In FIG. 1, a shoe 1 is shown with a lace of binding 3 having male and female fastening means 5 and 7 attached thereto. Fastening means 5 and 7 respectively comprise strips of hook-type ("male") and loop-type ("female") fastener material. A typical fastening material is known under the trade name of Velcro and can be purchased in strips, sheets and other configurations. Other types of similar fastening means can be used in the practice of the invention. The two types of fasteners are readily engaged by pressing the complementary fabric units together. The fastener parts are disengaged by peeling the complementary portions apart. A well-known feature of Velcro-type fasteners is that they exhibit high shear strength when forces parallel to the engaging faces are applied, but relatively low normal or "peel" strength when forces substantially perpendicular to the engaging faces are applied. Thus, when two pieces of opposite type Velcro material are engaged, it takes a relatively large force to cause the two faces containing the hooks and loops to slip with respect to each other, compared to the strength needed to peel the pieces apart. The amount of forces needed to cause the pieces to slip or shear depends mainly on the number of hooks and loops engaged at the interface of the Velcro pieces. The number of hooks and loops engaged in turn depends on the surface area of each interfacing piece and the "tightness" or proximity of the two facing pieces.
In the present invention, as illustrated in FIG. 1, the Velcro-type strips of opposite (male and female) type which form the lace are arranged such that at a number of points where the laces cross, strips of opposite type will be disposed facing one another such that they are intimately engaged when the lace is tightened or knotted. Since only a relatively small area is presented at each cross-over point of the lace, the individual shear forces needed to overcome each of the fastener connections during lacing is small. Thus the two types of fasteners can move alone their interface, while individual hook and loop connections are broken and then reestablished. When lacing and knotting is completed, the hooks and loops engaged at each point where the lace crosses will prevent slipping of the laces, since the shear force needed to overcome the sum of all the lace fastener connections will be relatively high.
FIGS. 2-7 illustrate various embodiments of my invention. Shoelace 3 of FIG. 1 is shown in cross-section in FIG. 2A. A strip of binding material 9, which for instance can be a standard shoelace, has male-type fastener strip 5 and female type fastener strip 7 attached to opposite ends of binding material 9. The fasteners can be attached along both sides of lace material 9 as shown in FIG. 2A or along only one side of the lace material as illustrated in FIG. 2B. Various lengths of the strips of fastening material can be used depending on the use to which the lace is to be put. Shoelace tips 11 are applied to the ends of binding 9. In FIGS. 3A and 3B the fasteners are applied in discontinuous strips to the binding material, rather than as continuous strips as in FIGS. 2A and 2B.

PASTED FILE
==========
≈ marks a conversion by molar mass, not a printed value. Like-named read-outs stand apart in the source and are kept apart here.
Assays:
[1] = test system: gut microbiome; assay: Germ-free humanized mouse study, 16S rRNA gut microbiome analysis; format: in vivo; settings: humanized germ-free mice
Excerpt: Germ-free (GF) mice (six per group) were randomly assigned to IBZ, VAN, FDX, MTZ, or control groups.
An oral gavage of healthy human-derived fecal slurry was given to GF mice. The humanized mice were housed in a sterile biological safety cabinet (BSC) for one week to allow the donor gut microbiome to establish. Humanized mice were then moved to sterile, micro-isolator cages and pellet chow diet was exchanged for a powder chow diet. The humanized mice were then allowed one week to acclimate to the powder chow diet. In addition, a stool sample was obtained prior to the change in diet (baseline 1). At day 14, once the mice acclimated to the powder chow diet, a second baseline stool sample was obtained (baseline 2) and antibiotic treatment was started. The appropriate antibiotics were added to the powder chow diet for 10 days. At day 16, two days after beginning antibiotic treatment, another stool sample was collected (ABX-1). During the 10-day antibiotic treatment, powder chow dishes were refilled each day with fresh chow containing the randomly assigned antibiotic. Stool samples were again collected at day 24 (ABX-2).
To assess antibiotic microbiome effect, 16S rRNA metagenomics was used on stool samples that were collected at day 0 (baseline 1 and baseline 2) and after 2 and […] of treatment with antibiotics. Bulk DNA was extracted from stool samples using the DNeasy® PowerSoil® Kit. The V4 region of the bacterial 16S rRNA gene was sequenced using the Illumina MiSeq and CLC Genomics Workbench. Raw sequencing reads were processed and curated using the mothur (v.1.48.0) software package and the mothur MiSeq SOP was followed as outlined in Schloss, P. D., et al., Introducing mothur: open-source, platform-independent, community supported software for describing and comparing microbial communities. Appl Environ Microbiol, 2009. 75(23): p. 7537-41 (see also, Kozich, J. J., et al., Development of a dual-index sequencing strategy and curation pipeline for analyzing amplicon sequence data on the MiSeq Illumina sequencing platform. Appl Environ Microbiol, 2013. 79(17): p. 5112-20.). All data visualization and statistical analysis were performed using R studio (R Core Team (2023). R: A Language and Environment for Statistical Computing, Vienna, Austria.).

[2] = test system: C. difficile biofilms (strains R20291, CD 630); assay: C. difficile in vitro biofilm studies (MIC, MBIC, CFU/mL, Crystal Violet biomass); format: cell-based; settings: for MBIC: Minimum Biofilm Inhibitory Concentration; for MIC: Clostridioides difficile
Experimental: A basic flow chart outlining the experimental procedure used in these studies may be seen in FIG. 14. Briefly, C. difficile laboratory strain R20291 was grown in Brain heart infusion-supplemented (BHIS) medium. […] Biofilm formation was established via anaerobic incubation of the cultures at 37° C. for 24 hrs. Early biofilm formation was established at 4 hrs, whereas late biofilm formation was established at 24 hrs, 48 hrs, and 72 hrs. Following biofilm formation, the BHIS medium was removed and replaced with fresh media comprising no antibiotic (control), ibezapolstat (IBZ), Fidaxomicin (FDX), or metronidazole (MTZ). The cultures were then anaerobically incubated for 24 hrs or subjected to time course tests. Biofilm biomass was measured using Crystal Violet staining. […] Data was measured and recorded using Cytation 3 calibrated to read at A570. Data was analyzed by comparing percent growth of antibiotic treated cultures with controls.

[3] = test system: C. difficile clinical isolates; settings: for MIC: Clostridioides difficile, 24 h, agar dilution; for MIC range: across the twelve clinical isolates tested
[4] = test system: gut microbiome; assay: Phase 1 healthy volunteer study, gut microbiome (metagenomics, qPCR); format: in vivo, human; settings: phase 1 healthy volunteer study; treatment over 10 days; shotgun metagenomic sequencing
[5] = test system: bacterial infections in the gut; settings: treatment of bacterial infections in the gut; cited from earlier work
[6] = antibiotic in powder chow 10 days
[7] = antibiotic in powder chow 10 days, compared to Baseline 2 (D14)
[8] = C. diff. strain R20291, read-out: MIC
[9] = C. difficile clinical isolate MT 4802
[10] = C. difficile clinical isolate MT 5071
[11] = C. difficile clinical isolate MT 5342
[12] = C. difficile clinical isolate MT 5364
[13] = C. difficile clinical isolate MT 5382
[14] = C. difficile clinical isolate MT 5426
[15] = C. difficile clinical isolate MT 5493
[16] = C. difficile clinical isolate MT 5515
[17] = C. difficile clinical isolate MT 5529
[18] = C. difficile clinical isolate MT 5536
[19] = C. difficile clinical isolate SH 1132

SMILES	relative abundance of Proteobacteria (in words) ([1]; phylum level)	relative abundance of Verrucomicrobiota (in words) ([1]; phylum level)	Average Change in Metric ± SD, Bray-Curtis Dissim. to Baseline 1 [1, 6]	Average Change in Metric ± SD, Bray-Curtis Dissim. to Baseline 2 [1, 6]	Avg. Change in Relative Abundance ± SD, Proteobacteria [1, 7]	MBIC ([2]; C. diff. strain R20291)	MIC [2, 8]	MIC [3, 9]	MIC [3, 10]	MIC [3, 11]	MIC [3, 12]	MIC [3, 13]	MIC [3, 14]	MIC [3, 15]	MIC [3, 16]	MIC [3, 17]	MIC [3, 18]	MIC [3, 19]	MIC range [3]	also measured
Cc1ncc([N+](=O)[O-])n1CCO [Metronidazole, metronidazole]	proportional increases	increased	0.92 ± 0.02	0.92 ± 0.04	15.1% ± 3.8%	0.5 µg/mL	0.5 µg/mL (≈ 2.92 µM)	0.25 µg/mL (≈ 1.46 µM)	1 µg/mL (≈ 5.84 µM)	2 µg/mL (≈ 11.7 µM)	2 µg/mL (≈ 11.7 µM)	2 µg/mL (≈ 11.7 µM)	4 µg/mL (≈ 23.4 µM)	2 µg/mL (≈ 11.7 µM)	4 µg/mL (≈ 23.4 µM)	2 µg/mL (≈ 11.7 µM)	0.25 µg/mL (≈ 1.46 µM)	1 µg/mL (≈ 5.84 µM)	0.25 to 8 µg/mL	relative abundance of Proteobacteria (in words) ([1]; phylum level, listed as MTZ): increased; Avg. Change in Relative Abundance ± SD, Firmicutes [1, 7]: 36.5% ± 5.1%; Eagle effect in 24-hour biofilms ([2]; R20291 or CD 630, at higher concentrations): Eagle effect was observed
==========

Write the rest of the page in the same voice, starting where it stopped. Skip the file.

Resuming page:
FIG. 4A illustrates an arrangement wherein fasteners of opposite type 5 and 7 are applied to opposite sides of binding material 9. In FIG. 4B fasteners 5 and 7 are shown attached to portions of opposite sides of binding material 9 but not along the entire length of the binding material.
FIG. 5 illustrates a second embodiment of the invention in which the strips of male-type and female-type fasteners are joined directly together, without an intermediate binding strip as in FIGS. 2-4. Strips 5 and 7 are arranged having the fastening loops or hooks projecting from only one face or side thereof. The backs of strips 5 and 7 are relatively smooth. To form the binding of FIG. 5, strips 5 and 7 are bonded, sewn, or otherwise joined back-to-back along their length. In FIG. 6, strips of male-type and female type fasteners 5 and 7, respectively, are joined end to end to form a length of slip-resistant binding. The orientation and arrangement of the strips are a matter of choice.
Whereas FIGS. 2-4 show my invention as being used with a binding 9 of generally rectangular cross-section, FIGS. 7A and 7B illustrate a third embodiment of my invention as applied to cordage of generally circular cross-section. Cord 13 may, for example, be a round-type shoelace, a rope, or a similar binding material of circular cross-section. As shown in FIG. 7A, strips 5 and 7 of male-type and female-type fastening material, respectively, are wound in a spiral pattern around portions of opposite ends of cord 13 and joined thereto. The number and pitch of the turns provided are a matter of choice. Strips 5 and 7 of male-type and female-type fastening material can also be applied laterally to the surface of cord 13 as shown in FIG. 7B. The fastening strips of opposite type can be applied to opposite ends of cord 13 (as in FIG. 7B) or the strips can be intermixed in various patterns.
In each of the embodiments illustrated above the male-type and female-type fastening strips are joined to one another or to an intermediate binding strip or cord by means of bonding, sewing, or other methods well known in the art.
Thus, it can be seen that the present invention provides a simple slip-resistant binding useful as a shoelace or similar binding. Indeed, the present invention can be applied to a wide variety of bindings in any situation or environment where a slip-resistant binding is desired. While the slip-resistant binding of the present invention has been described in considerable detail, it is understood that various changes and modifications may occur to persons of ordinary skill in the art without departing from the spirit and scope of the invention as defined in the appended claims.
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|U.S. Classification||24/713, 24/306|
|International Classification||A43C7/00, A43C1/00, A43C9/00|
|Cooperative Classification||A43C1/00, Y10T24/3726, A43C9/00, Y10T24/2708|
|European Classification||A43C1/00, A43C9/00|